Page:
Mark’s camera equipment

Mark will be travelling without a camera crew; however, this doesn’t mean that this journey won’t be completely documented.  He is taking on the responsibility of filming the entire trek himself. He will share his challenging and inspiring experience on the road with the world in the upcoming film, Energy, Oh Energy. In order to carry over 50 pounds camera gear, Mark will be pulling a trailer with his bike throughout the 600 miles. In our blog today, we will describe the model and type of camera, lens and other equipment Mark will be taking with him in his journey.

The first and main camera Mark will be shooting on is a Canon 7d Digital SLR Camera – DSLR cameras have come so far in the last 5 years, it’s incredible.  It is more than a fad.  The quality achieved from these cameras is like something from a camera 5 times the price, which is why Mark has chosen this camera.  It is relativity compact, it has amazing quality, the manual mode allows shooting in any light condition, and Mark has shot his last 4 films on this camera.  It is a lot harder to operate than a traditional video camera but once you get the hang of it, nothing even comes close.  The selection of lenses is another huge plus.

Along with the Canon 7d Digital SLR Camera, Mark will carry two lenses, one is a16-35mm f.2.8 lens –This will be Mark’s main lens for shooting interviews and everything he encounters on his journey.  The L series is second to none and produces an unbelievable image.  Marks says, “Heavy? Yes.”  “Well worth it?  Definitely.”

The second lens is a 70-200mm f.2.8 lens – This lens will be used to shoot anything from a distance.  Once again, it’s heavy but Mark says he wouldn’t exchange it for any other lens out there.






The sound equipment Mark will carry is a H4n zoom with a wireless lavalier microphone system. – This is a device used to professionally record high quality sound separate from the camera.  You will find one of these or something similar or on any big shoot in Hollywood or anywhere else in the world. Mark says, “I would have to say the number one thing that makes a film seem amateur is poor sound quality.  Even though I’m going to be out in the middle of nowhere, I am still producing a professional film.  It’s not going to be easy lugging all of this extra equipment but it’s going to make all the difference in the world when people are sitting in the theater 6 months from now.  As my dad always told me, ‘hey, if it was easy, everyone would be doing it’.  It’s not going to be easy, that’s why I’m doing it.”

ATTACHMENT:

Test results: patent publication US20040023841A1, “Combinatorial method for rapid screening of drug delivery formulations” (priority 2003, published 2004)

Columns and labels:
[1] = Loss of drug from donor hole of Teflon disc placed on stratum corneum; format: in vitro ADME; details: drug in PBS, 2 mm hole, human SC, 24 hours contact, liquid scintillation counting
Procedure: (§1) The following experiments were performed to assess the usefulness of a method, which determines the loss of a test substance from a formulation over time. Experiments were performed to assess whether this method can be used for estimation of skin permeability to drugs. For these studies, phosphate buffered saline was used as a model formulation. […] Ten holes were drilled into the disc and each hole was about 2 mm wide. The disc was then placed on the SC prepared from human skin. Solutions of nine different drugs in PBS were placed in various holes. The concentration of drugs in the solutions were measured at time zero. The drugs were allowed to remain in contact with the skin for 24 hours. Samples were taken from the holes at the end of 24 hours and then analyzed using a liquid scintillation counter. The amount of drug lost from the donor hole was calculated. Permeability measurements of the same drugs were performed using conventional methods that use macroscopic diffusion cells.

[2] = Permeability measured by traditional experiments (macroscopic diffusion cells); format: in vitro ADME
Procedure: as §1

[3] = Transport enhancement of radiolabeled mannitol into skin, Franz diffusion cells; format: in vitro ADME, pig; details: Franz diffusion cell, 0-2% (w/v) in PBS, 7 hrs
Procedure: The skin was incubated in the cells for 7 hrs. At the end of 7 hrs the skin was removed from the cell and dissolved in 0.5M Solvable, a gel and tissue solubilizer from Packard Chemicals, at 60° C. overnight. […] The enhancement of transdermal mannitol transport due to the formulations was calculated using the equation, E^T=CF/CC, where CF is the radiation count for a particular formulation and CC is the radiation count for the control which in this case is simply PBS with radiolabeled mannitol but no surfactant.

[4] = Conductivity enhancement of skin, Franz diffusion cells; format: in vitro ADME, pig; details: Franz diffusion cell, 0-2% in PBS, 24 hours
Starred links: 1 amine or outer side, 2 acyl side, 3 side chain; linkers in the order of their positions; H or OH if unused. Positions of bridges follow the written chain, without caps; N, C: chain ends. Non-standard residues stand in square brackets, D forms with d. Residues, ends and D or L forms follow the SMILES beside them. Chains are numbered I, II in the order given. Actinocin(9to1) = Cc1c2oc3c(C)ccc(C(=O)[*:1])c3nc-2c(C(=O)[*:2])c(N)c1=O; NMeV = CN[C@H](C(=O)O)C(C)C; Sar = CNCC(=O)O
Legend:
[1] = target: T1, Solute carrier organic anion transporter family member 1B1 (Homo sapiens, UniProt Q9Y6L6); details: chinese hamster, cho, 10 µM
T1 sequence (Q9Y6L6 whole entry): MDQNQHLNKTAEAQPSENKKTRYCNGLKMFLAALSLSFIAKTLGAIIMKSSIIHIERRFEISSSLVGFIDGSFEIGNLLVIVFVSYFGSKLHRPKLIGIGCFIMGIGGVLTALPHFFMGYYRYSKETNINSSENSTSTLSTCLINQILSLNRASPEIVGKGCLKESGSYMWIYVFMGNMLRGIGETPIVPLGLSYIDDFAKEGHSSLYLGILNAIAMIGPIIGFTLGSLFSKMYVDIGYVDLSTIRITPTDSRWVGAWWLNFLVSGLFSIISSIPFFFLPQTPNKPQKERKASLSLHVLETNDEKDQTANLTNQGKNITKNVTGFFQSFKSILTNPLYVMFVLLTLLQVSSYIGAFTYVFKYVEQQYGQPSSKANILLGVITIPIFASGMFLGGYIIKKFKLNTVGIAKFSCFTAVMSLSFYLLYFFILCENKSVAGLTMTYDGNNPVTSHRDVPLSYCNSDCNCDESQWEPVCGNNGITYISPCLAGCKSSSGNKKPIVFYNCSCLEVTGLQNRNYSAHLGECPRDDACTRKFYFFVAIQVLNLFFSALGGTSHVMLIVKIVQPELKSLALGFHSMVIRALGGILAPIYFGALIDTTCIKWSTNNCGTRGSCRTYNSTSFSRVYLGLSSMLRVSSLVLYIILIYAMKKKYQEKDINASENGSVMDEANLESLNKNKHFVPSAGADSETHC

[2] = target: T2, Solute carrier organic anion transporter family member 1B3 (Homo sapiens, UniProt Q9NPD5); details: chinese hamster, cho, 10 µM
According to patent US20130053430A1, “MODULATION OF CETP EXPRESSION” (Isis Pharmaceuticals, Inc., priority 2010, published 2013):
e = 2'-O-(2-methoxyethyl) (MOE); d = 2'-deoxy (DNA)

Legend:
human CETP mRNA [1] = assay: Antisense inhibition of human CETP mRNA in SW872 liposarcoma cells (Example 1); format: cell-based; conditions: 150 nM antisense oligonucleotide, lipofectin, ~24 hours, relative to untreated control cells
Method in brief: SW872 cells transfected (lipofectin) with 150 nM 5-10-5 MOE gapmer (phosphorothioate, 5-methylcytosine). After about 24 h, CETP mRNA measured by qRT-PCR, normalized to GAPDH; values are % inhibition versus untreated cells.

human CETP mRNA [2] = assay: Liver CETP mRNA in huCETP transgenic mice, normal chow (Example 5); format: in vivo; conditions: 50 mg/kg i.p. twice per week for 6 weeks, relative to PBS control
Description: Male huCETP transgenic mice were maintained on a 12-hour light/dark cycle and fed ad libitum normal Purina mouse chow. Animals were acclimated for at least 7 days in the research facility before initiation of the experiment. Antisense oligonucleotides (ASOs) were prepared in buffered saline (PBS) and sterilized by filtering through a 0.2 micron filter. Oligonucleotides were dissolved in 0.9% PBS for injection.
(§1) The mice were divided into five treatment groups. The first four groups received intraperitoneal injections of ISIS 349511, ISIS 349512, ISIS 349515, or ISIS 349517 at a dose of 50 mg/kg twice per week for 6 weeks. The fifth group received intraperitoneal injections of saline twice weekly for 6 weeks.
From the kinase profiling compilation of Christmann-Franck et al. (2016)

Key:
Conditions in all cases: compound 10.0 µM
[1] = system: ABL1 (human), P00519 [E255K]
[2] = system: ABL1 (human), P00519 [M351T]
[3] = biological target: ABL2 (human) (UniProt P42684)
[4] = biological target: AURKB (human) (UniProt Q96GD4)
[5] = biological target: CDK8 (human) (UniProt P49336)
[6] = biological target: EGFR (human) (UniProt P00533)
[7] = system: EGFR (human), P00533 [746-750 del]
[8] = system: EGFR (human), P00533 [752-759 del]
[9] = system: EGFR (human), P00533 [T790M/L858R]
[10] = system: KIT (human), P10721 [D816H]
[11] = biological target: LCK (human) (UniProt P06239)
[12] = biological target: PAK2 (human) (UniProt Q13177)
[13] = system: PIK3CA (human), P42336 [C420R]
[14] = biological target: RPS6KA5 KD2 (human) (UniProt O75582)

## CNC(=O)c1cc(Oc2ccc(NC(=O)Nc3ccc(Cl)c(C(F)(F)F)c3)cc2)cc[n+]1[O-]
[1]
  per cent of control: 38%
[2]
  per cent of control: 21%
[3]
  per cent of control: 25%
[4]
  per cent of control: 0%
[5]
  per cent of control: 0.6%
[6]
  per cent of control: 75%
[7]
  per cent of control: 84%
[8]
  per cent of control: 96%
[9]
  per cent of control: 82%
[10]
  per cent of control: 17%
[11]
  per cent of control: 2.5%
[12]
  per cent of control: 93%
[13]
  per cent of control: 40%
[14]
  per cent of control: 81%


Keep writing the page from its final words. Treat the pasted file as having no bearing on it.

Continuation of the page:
Mark will be carrying a Manfrotto Tripod– A tripod is one of the keys to getting great shots.  This is why Mark is bringing a heavier, professional tripod. Mark said, “I am concerned about weight but I still don’t want to compromise the quality of this film.”

The second camera Mark will be carrying with him is a GoPro Hero HD video camera – This camera is indestructible, small, can be mounted anywhere, and has a great picture.  Mark says, “What a perfect camera for my expedition?!  I will be wearing this camera most of the time on my helmet and when I’m not wearing it, it will be mounted to my bike.  This camera is going to be my eyes.  Whatever I see, it will record.”


There are few odds in ins that Mark will be carrying as well.  He has figured out his battery power situation but it’s not pretty.  He has 7 batteries for this Canon 7D, 3 batteries for his GoPro, and 24 AA’s for all of the sound equipment.  He is also bringing a Rode XLR shotgun microphone to capture to sound of the journey.  This is the same microphone that is used on professional set all over the world.

Well, there is some of the camera equipment Mark will use to bring back the challenges and excitements he will face on his 600 mile bike ride through the deserts and mountains to share with the world.

Keep following our blog, because the next one will be details on the type of bike Mark will be riding on. We are sure many of you are wondering what type of bike will manage to bear 600 miles through deserts and mountains, dragging over 50 pounds camera gear and 50 pounds of living essentials.

That’s for us to tell you, and for you to follow.


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